Faust - Opernhaus Zürich (2016) - Faust - Opernhaus Zürich (2016)


General Information


To be given another chance, to be young again, to abandon oneself to pleasure once more! That is Faust’s greatest wish. The devil appears to him and promises to give him all of this on the condition that Faust leave him his soul. The pact is made, and Faust launches into a passionate affair with Marguerite, whose innocence and naïveté attract him as much as her lower-class background, which he finds exotic. However, when she becomes pregnant, he prefers to abandon her. The deserted girl kills her baby and is executed.
Charles Gounod had contemplated making an opera out of Goethe’s Faust since his youth. However, the French Faust has little in common with his German namesake. Gounod uses the Gretchen tragedy, which he treats very freely, to paint a precise portrait of the society of his day – the Second Empire, with its unscrupulously hedonistic attitudes. A portrait that in many ways bears an astonishingly similarity with the present day. Seen from this perspective, Gounod’s most successful opera has considerably more to offer than a trivial, sentimental love story: it is an enlightening and alarming look in the mirror. In this revival, Michael Fabiano, who débuted at Zurich Opera House as Rodolfo in La bohème, sings the title role, his antagonist Mephistophélès will be performed – as at the première – by Kyle Ketelsen, and the soprano Anita Hartig can be heard in Zurich for the first time in the role of Marguerite. Faust will be conducted by Philippe Auguin, Music Director of Washington National Opera, who is a specialist in the French repertoire.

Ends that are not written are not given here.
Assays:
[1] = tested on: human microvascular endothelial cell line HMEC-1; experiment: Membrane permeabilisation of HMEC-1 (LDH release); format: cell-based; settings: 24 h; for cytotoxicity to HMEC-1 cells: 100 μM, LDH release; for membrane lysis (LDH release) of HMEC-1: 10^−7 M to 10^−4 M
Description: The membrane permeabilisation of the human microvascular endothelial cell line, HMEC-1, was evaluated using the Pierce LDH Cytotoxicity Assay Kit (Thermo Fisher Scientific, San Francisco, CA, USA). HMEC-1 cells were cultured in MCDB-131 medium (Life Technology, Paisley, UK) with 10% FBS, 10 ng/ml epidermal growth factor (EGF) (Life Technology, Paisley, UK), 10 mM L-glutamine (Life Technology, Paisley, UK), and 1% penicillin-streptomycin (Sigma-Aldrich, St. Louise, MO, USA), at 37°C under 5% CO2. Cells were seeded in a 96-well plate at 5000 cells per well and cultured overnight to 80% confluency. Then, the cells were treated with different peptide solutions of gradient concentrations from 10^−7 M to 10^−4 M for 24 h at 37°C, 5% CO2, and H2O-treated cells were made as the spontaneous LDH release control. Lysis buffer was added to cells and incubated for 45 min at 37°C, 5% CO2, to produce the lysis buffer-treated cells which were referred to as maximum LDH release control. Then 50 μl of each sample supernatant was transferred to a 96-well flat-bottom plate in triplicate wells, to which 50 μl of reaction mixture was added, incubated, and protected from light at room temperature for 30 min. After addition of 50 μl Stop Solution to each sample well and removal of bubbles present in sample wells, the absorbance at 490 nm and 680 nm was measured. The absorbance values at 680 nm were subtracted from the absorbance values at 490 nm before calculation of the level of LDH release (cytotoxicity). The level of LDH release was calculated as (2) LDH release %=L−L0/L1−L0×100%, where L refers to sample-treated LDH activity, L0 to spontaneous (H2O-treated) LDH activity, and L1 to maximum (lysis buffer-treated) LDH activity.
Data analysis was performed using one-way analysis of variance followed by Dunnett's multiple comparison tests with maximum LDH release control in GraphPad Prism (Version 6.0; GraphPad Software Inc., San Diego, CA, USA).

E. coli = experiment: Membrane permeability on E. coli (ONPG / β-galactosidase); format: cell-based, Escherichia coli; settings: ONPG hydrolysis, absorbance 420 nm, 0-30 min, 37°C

More information is available on the official website of the opera house.


September 20, 2016 19:00:00

September 23, 2016 19:00:00

September 25, 2016 20:00:00

October 02, 2016 14:00:00

October 07, 2016 19:00:00


Charles Castronovo

Sergey Romanovsky

Kyle Ketelsen

Anita Hartig

Brian Mulligan

Valeriy Murga

Lilly Jørstad

Liliana Nikiteanu

Work's characters list








Marthe Schwerlein